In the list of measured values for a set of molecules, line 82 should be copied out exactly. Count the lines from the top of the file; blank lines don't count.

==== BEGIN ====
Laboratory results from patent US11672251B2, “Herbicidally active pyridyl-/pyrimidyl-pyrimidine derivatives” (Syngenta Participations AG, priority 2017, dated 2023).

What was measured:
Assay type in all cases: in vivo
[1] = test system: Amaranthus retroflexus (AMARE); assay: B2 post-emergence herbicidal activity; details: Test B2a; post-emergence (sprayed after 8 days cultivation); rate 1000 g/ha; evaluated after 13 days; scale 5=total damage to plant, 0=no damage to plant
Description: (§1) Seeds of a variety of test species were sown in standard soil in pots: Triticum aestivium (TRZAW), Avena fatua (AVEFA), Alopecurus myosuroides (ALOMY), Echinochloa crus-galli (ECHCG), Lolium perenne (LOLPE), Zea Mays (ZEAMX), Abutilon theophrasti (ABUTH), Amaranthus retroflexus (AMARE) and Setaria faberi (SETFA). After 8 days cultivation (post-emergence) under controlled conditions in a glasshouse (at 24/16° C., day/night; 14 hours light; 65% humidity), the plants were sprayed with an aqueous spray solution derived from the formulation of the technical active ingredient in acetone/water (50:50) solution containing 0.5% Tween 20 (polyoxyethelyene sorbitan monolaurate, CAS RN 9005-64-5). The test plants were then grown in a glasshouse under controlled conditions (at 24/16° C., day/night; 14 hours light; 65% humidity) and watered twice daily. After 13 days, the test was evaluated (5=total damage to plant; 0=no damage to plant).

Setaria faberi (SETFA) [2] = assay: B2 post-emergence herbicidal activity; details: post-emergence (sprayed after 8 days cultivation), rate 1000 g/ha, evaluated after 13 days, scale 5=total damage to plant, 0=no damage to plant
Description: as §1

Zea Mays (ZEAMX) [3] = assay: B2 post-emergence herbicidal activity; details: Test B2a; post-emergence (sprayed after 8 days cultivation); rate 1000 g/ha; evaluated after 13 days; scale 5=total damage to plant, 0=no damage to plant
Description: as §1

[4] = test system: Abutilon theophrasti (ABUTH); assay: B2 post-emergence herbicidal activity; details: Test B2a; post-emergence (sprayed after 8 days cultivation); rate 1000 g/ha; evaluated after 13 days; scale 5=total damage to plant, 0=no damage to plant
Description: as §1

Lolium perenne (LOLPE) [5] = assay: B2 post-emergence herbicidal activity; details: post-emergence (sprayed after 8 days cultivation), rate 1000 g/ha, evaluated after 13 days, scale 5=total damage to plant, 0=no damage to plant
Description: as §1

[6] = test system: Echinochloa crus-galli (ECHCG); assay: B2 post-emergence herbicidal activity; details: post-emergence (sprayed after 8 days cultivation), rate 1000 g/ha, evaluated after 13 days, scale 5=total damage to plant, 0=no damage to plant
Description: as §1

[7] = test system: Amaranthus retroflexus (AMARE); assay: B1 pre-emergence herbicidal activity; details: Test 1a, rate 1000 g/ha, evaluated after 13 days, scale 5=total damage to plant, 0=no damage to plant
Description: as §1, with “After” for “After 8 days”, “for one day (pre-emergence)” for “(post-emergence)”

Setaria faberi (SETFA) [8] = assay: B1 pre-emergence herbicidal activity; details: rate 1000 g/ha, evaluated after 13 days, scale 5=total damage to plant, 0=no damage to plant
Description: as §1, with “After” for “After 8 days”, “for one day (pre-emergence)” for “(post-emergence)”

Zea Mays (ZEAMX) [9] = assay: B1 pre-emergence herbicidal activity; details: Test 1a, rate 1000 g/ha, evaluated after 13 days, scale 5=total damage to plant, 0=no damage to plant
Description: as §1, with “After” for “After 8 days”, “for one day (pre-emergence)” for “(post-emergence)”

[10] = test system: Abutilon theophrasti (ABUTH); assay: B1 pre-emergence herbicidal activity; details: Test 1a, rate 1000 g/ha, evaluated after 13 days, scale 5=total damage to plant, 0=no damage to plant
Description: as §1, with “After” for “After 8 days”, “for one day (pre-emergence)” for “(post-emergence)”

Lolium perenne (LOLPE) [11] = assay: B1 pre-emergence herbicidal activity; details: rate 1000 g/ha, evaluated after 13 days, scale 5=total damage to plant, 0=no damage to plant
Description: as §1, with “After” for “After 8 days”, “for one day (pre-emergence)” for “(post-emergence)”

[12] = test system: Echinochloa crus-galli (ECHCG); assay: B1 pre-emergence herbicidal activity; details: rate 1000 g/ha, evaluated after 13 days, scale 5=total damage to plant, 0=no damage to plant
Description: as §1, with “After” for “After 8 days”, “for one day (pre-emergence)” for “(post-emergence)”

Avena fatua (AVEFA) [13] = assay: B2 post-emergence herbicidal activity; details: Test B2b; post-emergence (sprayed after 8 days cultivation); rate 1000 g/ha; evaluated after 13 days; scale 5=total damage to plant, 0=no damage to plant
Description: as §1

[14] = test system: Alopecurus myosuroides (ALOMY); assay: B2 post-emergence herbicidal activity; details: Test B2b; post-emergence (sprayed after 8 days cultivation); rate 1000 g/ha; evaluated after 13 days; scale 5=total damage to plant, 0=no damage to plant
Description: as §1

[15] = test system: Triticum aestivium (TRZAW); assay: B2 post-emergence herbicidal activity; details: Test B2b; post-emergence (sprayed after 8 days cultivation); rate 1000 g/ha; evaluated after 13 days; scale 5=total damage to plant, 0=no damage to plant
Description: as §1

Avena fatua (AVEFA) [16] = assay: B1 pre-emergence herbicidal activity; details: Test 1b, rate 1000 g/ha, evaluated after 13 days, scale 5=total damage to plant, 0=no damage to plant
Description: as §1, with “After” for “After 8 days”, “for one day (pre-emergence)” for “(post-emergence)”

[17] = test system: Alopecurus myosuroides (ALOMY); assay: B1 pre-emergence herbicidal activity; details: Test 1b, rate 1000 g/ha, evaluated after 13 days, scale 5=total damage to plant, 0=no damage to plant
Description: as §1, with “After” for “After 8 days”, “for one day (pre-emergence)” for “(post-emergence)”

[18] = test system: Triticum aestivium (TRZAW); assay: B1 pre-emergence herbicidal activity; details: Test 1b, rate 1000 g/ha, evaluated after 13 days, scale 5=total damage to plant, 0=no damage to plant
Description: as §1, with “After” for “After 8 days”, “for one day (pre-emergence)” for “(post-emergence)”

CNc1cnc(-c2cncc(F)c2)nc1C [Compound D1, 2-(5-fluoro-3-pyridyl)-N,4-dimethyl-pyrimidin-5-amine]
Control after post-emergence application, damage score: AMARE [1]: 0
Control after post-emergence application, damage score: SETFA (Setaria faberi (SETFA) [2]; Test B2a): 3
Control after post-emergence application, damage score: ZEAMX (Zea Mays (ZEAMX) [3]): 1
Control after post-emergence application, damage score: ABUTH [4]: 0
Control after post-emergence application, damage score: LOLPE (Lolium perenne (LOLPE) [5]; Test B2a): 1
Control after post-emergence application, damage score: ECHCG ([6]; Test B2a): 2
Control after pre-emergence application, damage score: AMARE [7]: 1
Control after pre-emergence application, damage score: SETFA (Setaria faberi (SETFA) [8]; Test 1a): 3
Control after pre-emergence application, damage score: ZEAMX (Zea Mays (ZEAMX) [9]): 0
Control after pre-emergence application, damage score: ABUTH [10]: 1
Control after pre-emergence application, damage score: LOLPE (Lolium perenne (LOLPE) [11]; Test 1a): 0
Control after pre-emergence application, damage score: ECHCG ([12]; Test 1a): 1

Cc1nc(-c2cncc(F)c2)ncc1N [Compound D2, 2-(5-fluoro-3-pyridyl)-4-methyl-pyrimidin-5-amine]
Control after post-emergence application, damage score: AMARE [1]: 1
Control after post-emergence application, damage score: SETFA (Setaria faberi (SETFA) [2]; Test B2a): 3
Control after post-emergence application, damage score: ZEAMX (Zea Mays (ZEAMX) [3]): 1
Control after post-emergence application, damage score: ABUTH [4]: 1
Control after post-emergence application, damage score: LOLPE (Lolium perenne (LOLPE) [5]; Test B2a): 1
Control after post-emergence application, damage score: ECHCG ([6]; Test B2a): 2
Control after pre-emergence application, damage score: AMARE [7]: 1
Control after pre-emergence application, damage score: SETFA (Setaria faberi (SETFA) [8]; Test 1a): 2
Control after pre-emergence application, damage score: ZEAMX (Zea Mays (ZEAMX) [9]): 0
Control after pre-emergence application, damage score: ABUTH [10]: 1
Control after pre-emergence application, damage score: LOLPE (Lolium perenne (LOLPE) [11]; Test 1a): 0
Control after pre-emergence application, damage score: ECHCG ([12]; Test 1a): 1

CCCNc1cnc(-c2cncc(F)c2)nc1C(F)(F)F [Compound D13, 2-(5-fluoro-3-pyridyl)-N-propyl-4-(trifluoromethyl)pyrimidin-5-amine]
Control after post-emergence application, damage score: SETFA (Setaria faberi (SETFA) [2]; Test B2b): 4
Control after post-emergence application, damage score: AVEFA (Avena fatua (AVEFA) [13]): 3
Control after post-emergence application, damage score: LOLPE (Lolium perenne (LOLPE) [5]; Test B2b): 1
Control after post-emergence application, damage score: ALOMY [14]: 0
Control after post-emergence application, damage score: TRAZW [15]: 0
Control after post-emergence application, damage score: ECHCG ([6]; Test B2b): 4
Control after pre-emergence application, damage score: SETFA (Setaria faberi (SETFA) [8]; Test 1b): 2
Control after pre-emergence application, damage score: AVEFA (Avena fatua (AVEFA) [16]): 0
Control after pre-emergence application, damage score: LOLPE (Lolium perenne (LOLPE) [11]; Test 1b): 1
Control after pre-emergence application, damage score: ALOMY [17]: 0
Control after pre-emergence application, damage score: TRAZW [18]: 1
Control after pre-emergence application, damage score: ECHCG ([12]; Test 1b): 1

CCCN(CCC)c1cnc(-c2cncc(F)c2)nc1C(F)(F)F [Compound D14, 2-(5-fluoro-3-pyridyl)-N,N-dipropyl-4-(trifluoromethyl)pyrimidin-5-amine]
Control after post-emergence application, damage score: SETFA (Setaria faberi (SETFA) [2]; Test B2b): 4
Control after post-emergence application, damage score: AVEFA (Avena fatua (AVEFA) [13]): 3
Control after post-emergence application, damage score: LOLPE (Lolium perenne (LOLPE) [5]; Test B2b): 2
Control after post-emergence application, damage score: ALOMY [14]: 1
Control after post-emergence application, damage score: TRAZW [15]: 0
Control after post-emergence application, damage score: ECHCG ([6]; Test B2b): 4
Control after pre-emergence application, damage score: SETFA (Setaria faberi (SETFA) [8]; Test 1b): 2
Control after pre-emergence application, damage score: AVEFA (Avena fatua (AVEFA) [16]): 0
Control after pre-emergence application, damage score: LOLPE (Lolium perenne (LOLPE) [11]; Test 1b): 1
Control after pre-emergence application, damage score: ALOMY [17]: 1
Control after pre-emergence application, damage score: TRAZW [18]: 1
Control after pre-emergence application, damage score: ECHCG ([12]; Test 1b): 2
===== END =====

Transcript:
Control after post-emergence application, damage score: LOLPE (Lolium perenne (LOLPE) [5]; Test B2b): 2